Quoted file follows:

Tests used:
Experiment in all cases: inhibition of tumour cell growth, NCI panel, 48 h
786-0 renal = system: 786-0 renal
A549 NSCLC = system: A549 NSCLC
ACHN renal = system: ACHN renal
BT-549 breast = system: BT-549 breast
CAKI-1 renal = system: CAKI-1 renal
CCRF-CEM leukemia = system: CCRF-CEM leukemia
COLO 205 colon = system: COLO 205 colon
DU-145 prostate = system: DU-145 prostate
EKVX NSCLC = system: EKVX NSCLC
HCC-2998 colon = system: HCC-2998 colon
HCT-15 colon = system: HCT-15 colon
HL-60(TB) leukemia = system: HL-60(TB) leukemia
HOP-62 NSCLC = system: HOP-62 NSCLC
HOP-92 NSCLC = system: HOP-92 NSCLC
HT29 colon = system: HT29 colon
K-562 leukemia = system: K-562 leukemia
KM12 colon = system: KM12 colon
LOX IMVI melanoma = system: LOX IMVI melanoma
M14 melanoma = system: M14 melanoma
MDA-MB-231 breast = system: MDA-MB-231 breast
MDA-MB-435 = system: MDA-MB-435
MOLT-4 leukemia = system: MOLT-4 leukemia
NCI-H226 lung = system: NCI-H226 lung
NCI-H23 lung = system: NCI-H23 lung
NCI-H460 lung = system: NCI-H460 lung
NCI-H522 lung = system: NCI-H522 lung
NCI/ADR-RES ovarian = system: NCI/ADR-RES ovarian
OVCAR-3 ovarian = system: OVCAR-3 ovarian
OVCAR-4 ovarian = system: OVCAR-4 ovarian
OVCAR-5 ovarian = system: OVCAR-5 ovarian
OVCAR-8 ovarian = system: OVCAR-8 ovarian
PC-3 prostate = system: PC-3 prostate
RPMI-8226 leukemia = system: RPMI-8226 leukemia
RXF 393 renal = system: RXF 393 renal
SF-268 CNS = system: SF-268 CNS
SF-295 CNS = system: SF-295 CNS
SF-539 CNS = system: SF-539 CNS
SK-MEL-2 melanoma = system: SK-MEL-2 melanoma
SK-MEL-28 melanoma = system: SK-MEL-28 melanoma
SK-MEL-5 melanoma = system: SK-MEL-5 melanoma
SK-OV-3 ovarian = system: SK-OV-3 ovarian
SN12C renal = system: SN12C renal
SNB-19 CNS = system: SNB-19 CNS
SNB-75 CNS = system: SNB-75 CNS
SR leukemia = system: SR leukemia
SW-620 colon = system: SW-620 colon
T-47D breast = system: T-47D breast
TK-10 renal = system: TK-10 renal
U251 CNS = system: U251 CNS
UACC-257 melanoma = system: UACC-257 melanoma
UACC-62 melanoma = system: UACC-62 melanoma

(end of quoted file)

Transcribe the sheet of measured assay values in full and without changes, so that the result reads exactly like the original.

Tests used:
Experiment in all cases: inhibition of tumour cell growth, NCI panel, 48 h
786-0 renal = system: 786-0 renal
A549 NSCLC = system: A549 NSCLC
ACHN renal = system: ACHN renal
BT-549 breast = system: BT-549 breast
CAKI-1 renal = system: CAKI-1 renal
CCRF-CEM leukemia = system: CCRF-CEM leukemia
COLO 205 colon = system: COLO 205 colon
DU-145 prostate = system: DU-145 prostate
EKVX NSCLC = system: EKVX NSCLC
HCC-2998 colon = system: HCC-2998 colon
HCT-15 colon = system: HCT-15 colon
HL-60(TB) leukemia = system: HL-60(TB) leukemia
HOP-62 NSCLC = system: HOP-62 NSCLC
HOP-92 NSCLC = system: HOP-92 NSCLC
HT29 colon = system: HT29 colon
K-562 leukemia = system: K-562 leukemia
KM12 colon = system: KM12 colon
LOX IMVI melanoma = system: LOX IMVI melanoma
M14 melanoma = system: M14 melanoma
MDA-MB-231 breast = system: MDA-MB-231 breast
MDA-MB-435 = system: MDA-MB-435
MOLT-4 leukemia = system: MOLT-4 leukemia
NCI-H226 lung = system: NCI-H226 lung
NCI-H23 lung = system: NCI-H23 lung
NCI-H460 lung = system: NCI-H460 lung
NCI-H522 lung = system: NCI-H522 lung
NCI/ADR-RES ovarian = system: NCI/ADR-RES ovarian
OVCAR-3 ovarian = system: OVCAR-3 ovarian
OVCAR-4 ovarian = system: OVCAR-4 ovarian
OVCAR-5 ovarian = system: OVCAR-5 ovarian
OVCAR-8 ovarian = system: OVCAR-8 ovarian
PC-3 prostate = system: PC-3 prostate
RPMI-8226 leukemia = system: RPMI-8226 leukemia
RXF 393 renal = system: RXF 393 renal
SF-268 CNS = system: SF-268 CNS
SF-295 CNS = system: SF-295 CNS
SF-539 CNS = system: SF-539 CNS
SK-MEL-2 melanoma = system: SK-MEL-2 melanoma
SK-MEL-28 melanoma = system: SK-MEL-28 melanoma
SK-MEL-5 melanoma = system: SK-MEL-5 melanoma
SK-OV-3 ovarian = system: SK-OV-3 ovarian
SN12C renal = system: SN12C renal
SNB-19 CNS = system: SNB-19 CNS
SNB-75 CNS = system: SNB-75 CNS
SR leukemia = system: SR leukemia
SW-620 colon = system: SW-620 colon
T-47D breast = system: T-47D breast
TK-10 renal = system: TK-10 renal
U251 CNS = system: U251 CNS
UACC-257 melanoma = system: UACC-257 melanoma
UACC-62 melanoma = system: UACC-62 melanoma